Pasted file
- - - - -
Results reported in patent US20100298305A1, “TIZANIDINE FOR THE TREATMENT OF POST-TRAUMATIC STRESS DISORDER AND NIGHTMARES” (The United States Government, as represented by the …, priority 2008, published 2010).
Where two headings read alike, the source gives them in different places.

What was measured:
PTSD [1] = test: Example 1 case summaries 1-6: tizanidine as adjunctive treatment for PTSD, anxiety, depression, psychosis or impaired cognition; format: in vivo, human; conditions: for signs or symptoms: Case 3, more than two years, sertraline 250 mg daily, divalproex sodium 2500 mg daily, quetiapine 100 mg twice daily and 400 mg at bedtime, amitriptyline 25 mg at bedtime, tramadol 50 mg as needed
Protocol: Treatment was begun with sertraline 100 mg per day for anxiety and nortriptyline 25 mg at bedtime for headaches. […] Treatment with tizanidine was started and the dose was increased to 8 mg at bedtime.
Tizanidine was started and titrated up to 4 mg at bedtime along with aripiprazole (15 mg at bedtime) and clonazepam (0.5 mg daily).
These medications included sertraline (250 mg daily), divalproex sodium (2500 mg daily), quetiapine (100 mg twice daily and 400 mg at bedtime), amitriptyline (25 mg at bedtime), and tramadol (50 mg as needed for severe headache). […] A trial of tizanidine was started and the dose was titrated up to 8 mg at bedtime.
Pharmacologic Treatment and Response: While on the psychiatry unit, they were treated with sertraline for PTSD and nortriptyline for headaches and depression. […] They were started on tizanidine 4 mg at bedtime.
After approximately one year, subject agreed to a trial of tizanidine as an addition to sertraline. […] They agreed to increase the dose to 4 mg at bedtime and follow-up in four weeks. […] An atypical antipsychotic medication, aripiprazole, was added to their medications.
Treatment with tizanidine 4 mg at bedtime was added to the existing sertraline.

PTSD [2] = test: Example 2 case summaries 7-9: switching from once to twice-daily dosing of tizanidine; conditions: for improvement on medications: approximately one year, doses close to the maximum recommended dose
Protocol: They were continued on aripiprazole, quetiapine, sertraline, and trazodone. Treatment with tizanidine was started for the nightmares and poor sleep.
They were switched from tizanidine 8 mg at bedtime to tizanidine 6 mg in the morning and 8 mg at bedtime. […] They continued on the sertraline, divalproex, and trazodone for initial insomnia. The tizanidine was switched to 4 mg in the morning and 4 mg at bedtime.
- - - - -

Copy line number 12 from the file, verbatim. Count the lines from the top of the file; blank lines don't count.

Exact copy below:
Protocol: They were continued on aripiprazole, quetiapine, sertraline, and trazodone. Treatment with tizanidine was started for the nightmares and poor sleep.